by David Bork

Form follows function. This means that the form or shape of a structure is correlated to the purpose or function of that structure.

There have been some dramatic mistakes in nature, but for some reason, some of them seem to work. There is the matter of the size of the avocado pit. I think it is simply too large. When I look at a camel I think it looks like a creature created by a poorly functioning committee. Having the right shape, structure and form is important and it is equally important to change when the conditions dictate. There are plenty of extinct animals that went by the wayside because they could not change or adapt to evolving conditions.

This concept of adapting, evolving or changing also applies to family-owned businesses. Often a family business is structured to reflect the way in which the family interacts in the home and at the dinner table. The business structure has more to do with family member interaction and less to do with the nature of the business. It is all about family. When this occurs it can be a formula for disaster, and at the least it puts the business at risk.

Currently I am working with a family business where the structure of the business causes total chaos throughout the business. In the family there are four adults, children of the founder. They constitute the second generation. In the second generation, all activities and functions were organized around dividing things into four parts, making certain that each person “got their share.“ That meant managing a part of the business. It also meant sticking your nose into other family members’ areas of jurisdiction.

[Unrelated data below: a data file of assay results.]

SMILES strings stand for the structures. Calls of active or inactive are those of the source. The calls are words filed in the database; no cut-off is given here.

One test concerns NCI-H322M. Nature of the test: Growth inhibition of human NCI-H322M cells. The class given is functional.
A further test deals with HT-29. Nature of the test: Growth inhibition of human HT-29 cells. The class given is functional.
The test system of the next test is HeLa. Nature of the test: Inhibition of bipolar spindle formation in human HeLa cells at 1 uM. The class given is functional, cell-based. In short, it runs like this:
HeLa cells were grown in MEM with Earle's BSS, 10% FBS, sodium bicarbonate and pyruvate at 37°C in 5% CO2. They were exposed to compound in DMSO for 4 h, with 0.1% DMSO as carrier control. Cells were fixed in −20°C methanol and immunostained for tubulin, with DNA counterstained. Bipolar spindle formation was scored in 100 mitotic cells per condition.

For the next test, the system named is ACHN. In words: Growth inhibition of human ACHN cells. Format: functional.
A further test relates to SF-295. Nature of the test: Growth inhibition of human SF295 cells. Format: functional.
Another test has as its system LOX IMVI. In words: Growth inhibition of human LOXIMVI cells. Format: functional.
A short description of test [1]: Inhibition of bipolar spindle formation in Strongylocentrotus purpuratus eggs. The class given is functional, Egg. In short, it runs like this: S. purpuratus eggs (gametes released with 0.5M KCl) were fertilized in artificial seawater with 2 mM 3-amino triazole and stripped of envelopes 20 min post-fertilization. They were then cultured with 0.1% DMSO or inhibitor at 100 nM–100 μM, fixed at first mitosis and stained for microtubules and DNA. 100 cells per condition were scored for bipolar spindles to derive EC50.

The business I am writing about in this column owns and develops real estate — builds the infrastructure and buildings, retains ownership and enters into leases with tenants. It takes execution of many discrete functions to make it all work. Included are such functions as accounting, personnel management, leasing, rent collection, maintenance of property, planning future projects and eventually developing them. At the second generation level, those family members each had their areas of jurisdiction AND they also shared their opinions and meddled in the areas for which their siblings had the assigned responsibility. It was complicated enough when there were only four. As part of the transfer of control, they passed everything to the ten members of the third generation.

If you think it was complex at the second generation, you are right. Now, at the third generation it is a giant mess, a mess that now threatens to undermine the entire company and diminish the value of the asset pool. This business needs help!

The first step is to analyze the functions that need to take place to make it work. It requires looking at the entire matrix of activity in a new light. Questions like “What does it take to get the job done?“ need to be asked. Repeated examination of the answer to this question and clustering the related functions will lead to organizing the related tasks. Each cluster becomes a unit of responsibility. It is likely that there will not be a place for every one of the ten persons in the third generation. There will definitely not be a top-level job for each of them.